3.3 The learned Departmental Representative vehemently supported the order of the learned Commissioner (Appeals) and stated that learned Commissioner (Appeals) has considered this issue in detail and has proved that there is no double addition. He further stated that for getting reduction from the closing stock the assessee must show that the items in the bogus purchases are lying in the closing stock at the end of the year. Unless this shows the adjustment suggested by the learned AR is not sustainable.
  1. We have carefully considered the rival contentions and perused the orders of the lower authorities. Admittedly, the assessee has debited the bogus purchases of Rs. 2.44 crores in its profit and loss account. The assessee is engaged in the business of construction of residential houses, commercial buildings, flats, factory sheds etc. During the course of assessment proceedings, assessee has offered the addition to the extent of Rs. 2.44 crores as the bogus purchases. It was stated that the above expenses has not been claimed in the profit and loss account, but the whole amount of purchases has been added to the value of the closing stock at the end of the year. It was the claim of the assessee that when assessee has already disallowed the bogus purchases, it should also get benefit by reducing the amount in the closing stock, because of the reason that inventory is to be valued, if found in existence as the bogus purchases inventory. It is not in existence, the consequent closing stock shown also to be reduced by the above amount. This claim of the assessee has been correctly rejected by the learned Commissioner (Appeals) by stating that the opening stock in the subsequent year, i.e., assessment year 2013-14, assessee has shown it to be Rs. 4,74,01,230 and therefore, in that particular year the stock is debited to the profit and loss account. If the claim of the assessee is accepted then assessee must necessarily proved that items shown as bogus purchases were also carried on in the closing stock. The same has not been shown by proving the quantity of such goods as well as the price on which it is carried on in the inventory. Admittedly, no inventory is furnished in the opening and closing stock by the assessee. In this view, we do not find any infirmity in the order of the learned Commissioner (Appeals), so far as it relates to rejecting the claim of the assessee of double addition.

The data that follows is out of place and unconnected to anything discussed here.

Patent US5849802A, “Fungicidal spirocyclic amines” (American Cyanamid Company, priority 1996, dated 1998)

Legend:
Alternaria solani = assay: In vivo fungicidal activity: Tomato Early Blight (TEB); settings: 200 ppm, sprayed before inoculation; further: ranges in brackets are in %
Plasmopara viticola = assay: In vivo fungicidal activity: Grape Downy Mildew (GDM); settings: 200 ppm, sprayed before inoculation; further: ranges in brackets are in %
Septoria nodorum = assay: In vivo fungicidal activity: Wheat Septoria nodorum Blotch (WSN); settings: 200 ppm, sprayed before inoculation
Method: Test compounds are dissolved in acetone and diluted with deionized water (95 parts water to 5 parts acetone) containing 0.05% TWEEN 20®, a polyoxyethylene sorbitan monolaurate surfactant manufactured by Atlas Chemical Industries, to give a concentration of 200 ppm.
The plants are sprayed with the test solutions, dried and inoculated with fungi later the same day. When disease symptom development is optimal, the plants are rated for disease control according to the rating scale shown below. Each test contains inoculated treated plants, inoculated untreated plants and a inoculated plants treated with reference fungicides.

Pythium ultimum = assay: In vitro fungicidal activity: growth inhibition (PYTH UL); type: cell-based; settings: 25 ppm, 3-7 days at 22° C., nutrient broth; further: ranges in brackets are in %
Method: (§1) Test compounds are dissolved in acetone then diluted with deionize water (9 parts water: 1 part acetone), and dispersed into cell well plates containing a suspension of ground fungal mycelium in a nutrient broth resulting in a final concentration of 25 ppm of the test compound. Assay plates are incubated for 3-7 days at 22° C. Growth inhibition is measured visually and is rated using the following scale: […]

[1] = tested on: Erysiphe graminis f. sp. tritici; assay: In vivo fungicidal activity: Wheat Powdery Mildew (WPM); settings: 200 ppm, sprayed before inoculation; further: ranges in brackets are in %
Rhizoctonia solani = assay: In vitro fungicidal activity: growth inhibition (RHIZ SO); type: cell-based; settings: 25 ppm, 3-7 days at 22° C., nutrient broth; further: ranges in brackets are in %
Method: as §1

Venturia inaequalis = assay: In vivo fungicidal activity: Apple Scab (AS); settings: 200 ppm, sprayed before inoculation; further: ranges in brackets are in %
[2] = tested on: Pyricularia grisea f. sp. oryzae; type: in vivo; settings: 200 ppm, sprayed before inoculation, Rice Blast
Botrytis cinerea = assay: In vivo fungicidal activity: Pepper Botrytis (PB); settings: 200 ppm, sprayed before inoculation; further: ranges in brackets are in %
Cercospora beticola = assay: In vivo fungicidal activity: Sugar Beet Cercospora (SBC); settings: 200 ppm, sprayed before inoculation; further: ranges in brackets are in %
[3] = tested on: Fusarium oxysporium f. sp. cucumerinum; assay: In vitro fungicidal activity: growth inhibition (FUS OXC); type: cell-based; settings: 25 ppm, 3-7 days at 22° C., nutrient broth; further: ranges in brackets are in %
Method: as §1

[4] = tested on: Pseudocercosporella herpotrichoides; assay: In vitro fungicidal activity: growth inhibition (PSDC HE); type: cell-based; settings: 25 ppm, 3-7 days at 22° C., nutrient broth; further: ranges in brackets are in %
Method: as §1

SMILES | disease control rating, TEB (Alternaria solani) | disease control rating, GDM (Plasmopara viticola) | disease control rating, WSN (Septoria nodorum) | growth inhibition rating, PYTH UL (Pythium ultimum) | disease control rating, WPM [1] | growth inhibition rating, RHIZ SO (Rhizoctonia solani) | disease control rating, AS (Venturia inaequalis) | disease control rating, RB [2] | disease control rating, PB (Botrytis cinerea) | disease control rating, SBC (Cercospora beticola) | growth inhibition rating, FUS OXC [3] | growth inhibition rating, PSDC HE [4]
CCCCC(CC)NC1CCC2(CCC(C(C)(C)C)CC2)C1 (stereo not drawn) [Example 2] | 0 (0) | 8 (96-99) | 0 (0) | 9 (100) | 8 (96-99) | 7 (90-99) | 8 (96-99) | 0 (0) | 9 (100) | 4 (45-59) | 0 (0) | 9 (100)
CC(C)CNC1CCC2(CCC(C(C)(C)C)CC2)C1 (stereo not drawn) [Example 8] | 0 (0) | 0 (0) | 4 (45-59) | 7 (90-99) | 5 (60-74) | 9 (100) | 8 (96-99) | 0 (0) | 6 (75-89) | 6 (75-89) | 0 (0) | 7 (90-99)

4.1 Coming to the alternative arguments of the learned AR that in the case of bogus purchases, if they are not written off or reduced from the closing stock then, necessarily in the sale price the same is included and therefore, only gross profit on the same can be added. We find that the above arguments also supported by relying on (2013) 356 ITR 451 (Guj) : 2013 TaxPub(DT) 2115 (Guj-HC) in the case of CIT v. Simit P. Sheth of the Hon’ble Gujarat High Court as well as the several judicial precedents of the Coordinate Benches. The assessee has shown that in the year ending March, 2012, the gross profit ratio of the assessee is 9.25%. In view of this, we direct the learned assessing officer to retain the addition @ 9.25% of Rs. 2.44 crores of Rs. 22,57,000 deserve to be retained and the balance addition of Rs. 2,21,43,000 deserve to be deleted. The reasons being that once the bogus purchases have gone into the profit and loss account, and necessary sales have not been doubted, only option left with the revenue is to make the addition of the gross profit embedded in the bogus purchases. Accordingly, the ground no. 1 of the appeal is partly allowed.
4.2 The ground no. 1b which speaks about non granting of any opportunity to the assessee. At the time of the making addition by the learned Commissioner (Appeals) was not at all argued by the assessee. In view of this contention deserve to be rejected.
4.3 This is a solitary issue in the appeal, hence, the appeal of the assessee is partly allowed.